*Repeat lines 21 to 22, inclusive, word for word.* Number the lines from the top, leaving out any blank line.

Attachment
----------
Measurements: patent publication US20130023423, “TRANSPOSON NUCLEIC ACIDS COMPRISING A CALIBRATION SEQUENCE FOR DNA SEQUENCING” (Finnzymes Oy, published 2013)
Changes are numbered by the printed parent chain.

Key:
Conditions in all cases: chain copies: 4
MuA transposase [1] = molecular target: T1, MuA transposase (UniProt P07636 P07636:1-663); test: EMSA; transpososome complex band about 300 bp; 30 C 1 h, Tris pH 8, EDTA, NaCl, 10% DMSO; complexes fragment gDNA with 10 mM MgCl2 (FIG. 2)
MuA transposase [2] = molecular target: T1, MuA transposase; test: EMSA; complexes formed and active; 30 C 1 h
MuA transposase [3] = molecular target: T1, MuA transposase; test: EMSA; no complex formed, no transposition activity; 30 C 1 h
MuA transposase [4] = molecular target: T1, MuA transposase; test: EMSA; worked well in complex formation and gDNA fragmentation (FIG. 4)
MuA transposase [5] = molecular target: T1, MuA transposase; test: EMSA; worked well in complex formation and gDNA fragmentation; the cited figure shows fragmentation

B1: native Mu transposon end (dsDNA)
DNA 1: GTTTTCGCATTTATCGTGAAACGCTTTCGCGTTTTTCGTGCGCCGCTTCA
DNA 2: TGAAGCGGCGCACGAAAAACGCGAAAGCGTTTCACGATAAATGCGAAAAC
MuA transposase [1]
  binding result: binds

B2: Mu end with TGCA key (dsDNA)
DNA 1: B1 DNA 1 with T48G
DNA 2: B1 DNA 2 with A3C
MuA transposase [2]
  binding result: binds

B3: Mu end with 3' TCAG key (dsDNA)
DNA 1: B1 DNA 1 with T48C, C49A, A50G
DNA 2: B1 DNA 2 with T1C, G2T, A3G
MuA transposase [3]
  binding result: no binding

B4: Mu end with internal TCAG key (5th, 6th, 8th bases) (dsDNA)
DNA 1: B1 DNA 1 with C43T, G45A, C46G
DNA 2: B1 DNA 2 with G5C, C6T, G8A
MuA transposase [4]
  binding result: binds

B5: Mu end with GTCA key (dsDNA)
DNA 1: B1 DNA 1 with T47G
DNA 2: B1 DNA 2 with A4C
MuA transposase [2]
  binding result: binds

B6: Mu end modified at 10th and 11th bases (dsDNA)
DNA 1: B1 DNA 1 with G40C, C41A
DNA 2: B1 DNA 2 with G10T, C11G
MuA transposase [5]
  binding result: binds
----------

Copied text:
DNA 1: B1 DNA 1 with T48C, C49A, A50G
DNA 2: B1 DNA 2 with T1C, G2T, A3G